Rookie Hoomanawanui Living His Dream
Michael Hoomanawanui
Michael Hoomanawanui
GridIronGateway.com
Posted Aug 1, 2010
Nate Latsch


EARTH CITY, Mo. — When he met with reporters after practice on Friday morning, rookie tight end Michael Hoomanawanui was smiling from ear to ear with every question that was asked. And why wouldn’t he? The rookie from the University of Illinois was living out his dream of playing in the NFL.

“I pinch myself every day when I wake up, and it’s no exaggeration,” he said. “You know, there’s people all around the world that would love to be in our position right now. Like I said, my teammates from last year and a couple years before, there’s many guys I think could be playing but for whatever reason they just didn’t make it. So like I said, we’ve just got to take this opportunity and run with it.”

Hoomanawanui, a 6-foot-4, 265-pounder, certainly has an opportunity with the Rams, who selected him in the fifth round of the draft this spring. He’s one of two rookies — along with former basketball player Fendi Onobun — who are competing for roster spots and playing time at the tight end position that looks like one of the most intriguing position battles of training camp.

Since Randy McMichael, the Rams starting tight end the past three years, was not brought back by the club, the two rookies are competing with Billy Bajema, Daniel Fells and Darcy Johnson for snaps. Fells caught 21 passes for 273 yards and three touchdowns in 2009, while Bajema caught eight passes for 94 yards. Johnson, a free agent pick-up, started four games for the Giants a year ago and had five catches for 32 yards.

“We’re very hopeful with those two guys, Mike and Fendi,” Rams coach Steve Spagnuolo said following Friday’s practice. “ They flash, they do some good things. Like every rookie, they make some mistakes. To this point, (tight end coach) Frank (Leonard), (offensive coordinator) Pat (Shurmur) and myself really have a little bit of excitement about those two guys. We’ll see where they go from here to wherever we get them to.”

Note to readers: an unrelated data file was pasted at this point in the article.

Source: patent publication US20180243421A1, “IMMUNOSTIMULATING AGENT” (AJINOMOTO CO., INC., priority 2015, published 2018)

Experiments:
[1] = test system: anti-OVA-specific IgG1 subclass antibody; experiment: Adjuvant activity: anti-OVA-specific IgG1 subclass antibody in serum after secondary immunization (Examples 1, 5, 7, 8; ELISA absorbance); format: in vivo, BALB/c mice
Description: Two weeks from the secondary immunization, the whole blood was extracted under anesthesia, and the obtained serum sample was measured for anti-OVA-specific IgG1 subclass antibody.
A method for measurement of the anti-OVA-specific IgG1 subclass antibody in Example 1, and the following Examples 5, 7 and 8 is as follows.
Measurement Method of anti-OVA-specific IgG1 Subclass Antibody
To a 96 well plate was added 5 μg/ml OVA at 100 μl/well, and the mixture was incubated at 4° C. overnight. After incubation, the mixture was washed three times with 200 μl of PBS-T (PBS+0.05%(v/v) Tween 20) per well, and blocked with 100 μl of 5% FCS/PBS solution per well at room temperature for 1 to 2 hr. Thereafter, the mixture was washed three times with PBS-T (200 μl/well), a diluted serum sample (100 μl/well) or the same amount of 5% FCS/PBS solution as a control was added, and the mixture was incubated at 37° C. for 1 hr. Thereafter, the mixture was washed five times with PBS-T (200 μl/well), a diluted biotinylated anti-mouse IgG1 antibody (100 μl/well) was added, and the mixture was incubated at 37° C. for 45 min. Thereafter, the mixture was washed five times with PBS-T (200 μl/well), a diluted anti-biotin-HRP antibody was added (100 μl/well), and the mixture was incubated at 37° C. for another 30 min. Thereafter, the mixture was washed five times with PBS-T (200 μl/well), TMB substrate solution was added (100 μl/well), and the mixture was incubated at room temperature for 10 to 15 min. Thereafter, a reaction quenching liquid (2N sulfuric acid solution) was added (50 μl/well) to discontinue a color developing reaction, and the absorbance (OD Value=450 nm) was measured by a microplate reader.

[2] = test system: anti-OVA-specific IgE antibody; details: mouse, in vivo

Hoomanawanui said that Leonard reminds them every day that there is an open competition at that position and Fells, Hoomanawanui and Onobun all did some positive things during the Thursday and Friday practices for rookies, quarterbacks and selected veterans.

“Coach lets us know every day, so definitely it’s in the back of our minds,” Hoomanawanui said. “Like I say, you’ve got to just worry about yourself, and go out and do what you’re supposed to do and hopefully everything will fall in (place).”

The two rookie tight ends have already impressed Fells.

“All in all with all the rookies coming in we have a talented group of guys who are here right now,” he said on Friday. “As far as the tight ends go, we have Mike. I’m not even going to try to say his last name. Mikey Ho. Ho-amma-nam-a-nui, something like that. He’s a very talented kid. Just being out here working with him since April, since he got drafted, he works hard and he’s a very talented player. Then you’ve got Fendi who is just a freakish athlete. The kid is just unbelievable fast for his size. It’s amazing.”

Hoomanawanui, an outgoing guy who may be the first Rams player to bring a ukulele with him to training camp,

“He’s a very natural catcher, I think,” Spagnuolo said. “He’s done a lot of that at Illinois and obviously was successful at it. That sticks right out. There’s a lot going into playing tight end in the NFL, so he’s got a lot to learn. He’s an eager guy.”

The rookie from the University of Illinois has heard positive praise for his hands from the Rams coaching staff already, but he said he lets that praise go in one ear and out the other because he wants to keep working hard to get better.

But Hoomanawanui, who caught 40 passes for 490 yards and four touchdowns during his four seasons at Illinois, said he has always had good hands. He attributes that to playing catch with his father when he was a little kid, which wasn’t easy for him.

“I remember my younger days when my dad and I would play catch in the back yard, he would beam it at me,” Hoomanawanui said. “When I was younger, I would cry and ask him to slow it down, but I guess it would help me in the long run. (It hit me) in the chest, face, you name it. Being five years old and trying to catch a fastball isn’t that easy. I guess it paid off.”

The payoff could come soon if Hoomanawanui is able to not only make the Rams roster but also earn the nod as the team’s starting tight end.

“If you’re going to be in this league, you can’t take that back-seat approach, so you’ve got to get out and want to play,” he said. “This guy over here, (points to fellow tight end Fells) we’re competing, and I expect the same from him and everyone else. There’s five of us fighting for a couple positions, so you’ve got to bring your best every day.”



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